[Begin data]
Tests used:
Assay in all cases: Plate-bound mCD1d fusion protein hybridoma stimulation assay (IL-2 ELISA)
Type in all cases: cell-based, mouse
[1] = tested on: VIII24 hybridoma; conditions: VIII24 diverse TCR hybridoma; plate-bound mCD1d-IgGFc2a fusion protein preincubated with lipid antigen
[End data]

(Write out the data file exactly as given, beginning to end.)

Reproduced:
Tests used:
Assay in all cases: Plate-bound mCD1d fusion protein hybridoma stimulation assay (IL-2 ELISA)
Type in all cases: cell-based, mouse
[1] = tested on: VIII24 hybridoma; conditions: VIII24 diverse TCR hybridoma; plate-bound mCD1d-IgGFc2a fusion protein preincubated with lipid antigen